Ironically, the most anticipated NBA draft in recent memory may lack intrigue in the early going thanks to a pair of can't-miss prospects. Still, as the big event nears (Thursday starting at 7:30 pm/ET, on ESPN) and as Portland prepares to pick first, there was plenty to talk about with ESPN analyst Jay Bilas.
TVGuide.com: A handful of analysts speculate that Kevin Durant could be the top pick, but is there really any doubt that Greg Oden will go first?
Jay Bilas: Not to me. I think the only reason you would take Durant is if you think he's going to be Jordanesque in his ability, the type of player you can build around and win championships. [Or] if you believe the game is headed to more of a perimeter game, and because of that you can move around a center more than you used to with the pick-and-roll.... Then I can understand [taking Durant first]. It's not an unreasonable position to take. I just feel like Oden is the real thing. He's the type of talent and player that comes around in the draft only so often. I think he's going to win in [the NBA] and win big. The hardest [players] to get in the NBA draft are 5s and 1s — a point guard or a center, and he's a center prospect who wants to play in the post. Oden is the best center to come out of college since [Patrick] Ewing.
TVGuide.com: Even considering Shaq?
Bilas: Yeah. Shaq was a different type of player, but I think [Oden's] more advanced, offensively, than Shaq was. Shaq was more of a physical specimen, but Oden is a more skilled player. He's also a bigger winner. I mean, the kid's never lost. Since middle school, he's won 800 games and lost only 16.
TVGuide.com: Portland finished 10 games out of the playoff race this year. Is Oden good enough take them to the postseason in this first year?
Bilas: I think so, especially since they have such a good, young nucleus. I do think he's going to make a significant difference in anchoring the middle defensively in rebounding, blocking shots and running the floor, and he's only scratched the surface of what he's capable of doing on the offensive end. In the NBA he's not going to have to deal with the same kind of foul trouble he had to deal with in college.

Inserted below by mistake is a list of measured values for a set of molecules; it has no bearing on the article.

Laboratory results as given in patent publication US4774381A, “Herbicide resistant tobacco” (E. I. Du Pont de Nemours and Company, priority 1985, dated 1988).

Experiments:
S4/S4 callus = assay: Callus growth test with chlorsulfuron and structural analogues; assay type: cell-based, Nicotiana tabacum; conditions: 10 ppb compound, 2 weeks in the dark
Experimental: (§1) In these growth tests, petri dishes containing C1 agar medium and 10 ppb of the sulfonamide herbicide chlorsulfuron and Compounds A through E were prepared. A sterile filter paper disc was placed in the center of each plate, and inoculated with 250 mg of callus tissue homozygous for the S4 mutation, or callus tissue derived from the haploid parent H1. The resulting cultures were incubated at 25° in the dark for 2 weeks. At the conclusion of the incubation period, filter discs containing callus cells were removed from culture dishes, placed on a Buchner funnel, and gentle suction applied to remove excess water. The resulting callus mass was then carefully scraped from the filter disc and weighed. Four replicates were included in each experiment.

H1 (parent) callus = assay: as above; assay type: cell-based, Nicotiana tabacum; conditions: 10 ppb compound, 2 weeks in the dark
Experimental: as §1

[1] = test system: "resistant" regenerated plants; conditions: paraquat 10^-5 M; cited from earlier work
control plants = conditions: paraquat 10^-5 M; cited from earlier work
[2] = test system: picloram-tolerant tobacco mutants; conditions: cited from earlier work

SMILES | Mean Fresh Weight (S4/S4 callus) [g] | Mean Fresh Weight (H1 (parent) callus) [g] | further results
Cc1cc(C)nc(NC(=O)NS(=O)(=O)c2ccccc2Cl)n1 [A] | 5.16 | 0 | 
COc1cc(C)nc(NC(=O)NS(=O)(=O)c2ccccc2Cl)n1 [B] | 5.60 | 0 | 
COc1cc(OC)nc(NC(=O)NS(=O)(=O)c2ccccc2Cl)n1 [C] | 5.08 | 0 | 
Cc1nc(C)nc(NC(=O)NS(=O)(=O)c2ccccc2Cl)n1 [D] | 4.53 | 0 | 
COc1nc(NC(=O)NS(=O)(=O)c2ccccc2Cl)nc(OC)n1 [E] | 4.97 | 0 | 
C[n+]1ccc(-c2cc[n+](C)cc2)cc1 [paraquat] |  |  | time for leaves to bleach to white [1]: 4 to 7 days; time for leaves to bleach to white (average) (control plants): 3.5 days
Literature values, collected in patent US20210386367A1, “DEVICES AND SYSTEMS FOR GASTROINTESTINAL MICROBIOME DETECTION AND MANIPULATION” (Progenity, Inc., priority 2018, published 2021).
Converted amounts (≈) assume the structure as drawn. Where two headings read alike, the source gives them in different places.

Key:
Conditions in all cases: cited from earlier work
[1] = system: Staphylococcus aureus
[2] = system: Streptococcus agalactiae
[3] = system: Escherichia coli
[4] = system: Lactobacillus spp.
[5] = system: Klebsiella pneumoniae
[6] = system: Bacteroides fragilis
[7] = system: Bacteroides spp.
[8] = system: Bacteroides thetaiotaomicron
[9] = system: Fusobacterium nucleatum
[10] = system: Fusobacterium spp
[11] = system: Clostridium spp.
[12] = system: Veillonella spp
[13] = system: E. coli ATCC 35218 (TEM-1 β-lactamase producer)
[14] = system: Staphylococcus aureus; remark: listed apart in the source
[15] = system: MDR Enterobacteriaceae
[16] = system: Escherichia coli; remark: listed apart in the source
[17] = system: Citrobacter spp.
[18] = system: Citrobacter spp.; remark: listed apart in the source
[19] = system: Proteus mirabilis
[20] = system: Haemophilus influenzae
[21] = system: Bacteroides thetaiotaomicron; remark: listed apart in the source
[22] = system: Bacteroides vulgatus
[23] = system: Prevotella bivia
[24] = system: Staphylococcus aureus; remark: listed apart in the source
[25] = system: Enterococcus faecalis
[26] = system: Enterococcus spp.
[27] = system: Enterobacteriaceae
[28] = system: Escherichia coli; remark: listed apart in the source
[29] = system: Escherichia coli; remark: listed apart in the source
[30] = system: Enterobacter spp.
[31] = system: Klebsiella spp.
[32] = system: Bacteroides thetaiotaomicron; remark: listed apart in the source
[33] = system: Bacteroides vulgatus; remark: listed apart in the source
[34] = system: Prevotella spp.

TVGuide.com: I haven't looked at his foul-shooting percentage in a while. Is it pretty solid?
Bilas: It's very solid, considering he shot the ball left-handed. That's not insignificant. I don't know that many players who would accept the challenge of stepping up as the favorite to be the No. 1 selection in the draft and shoot the ball with his off hand on national television, game after game after game, and shoot close to 70 percent.
TVGuide.com: Will David Stern even be able to finish the sentence, "The Seattle SuperSonics are on the clock" before the Sonics make their pick?
Bilas: They'll probably take the time to see if there's anything they can get out of it. I don't anticipate either [Portland or Seattle] trading their pick, but who knows. Maybe you get a deal that is too good to turn down.
TVGuide.com: It gets a little more interesting for the third pick. The Hawks need a point guard but may end up taking a power forward based on player talent. Would that be the right move, or should team needs come first?
Bilas: Just because you need a point guard doesn't mean you take one, if the talent disparity is such that it demands it. I happen to think Mike Conley Jr. is the real thing. If Conley were in the draft two years ago, you'd have a hard time picking between him, Deron Williams and Chris Paul. He's in that category. The only thing he doesn't do very, very well is shoot from the perimeter, but that's something I think he will improve upon. But I could understand if [Atlanta] wanted to go with Brandan Wright or Al Horford.
TVGuide.com: Have you gotten to see much of Yi Jianlian?
Bilas: I've seen enough to [know he'd] be dangerous. I saw him when he was in high school and he came over to play in the Adidas ABCD Camp in New Jersey, and I watched him in the World Championships this last summer. Very talented.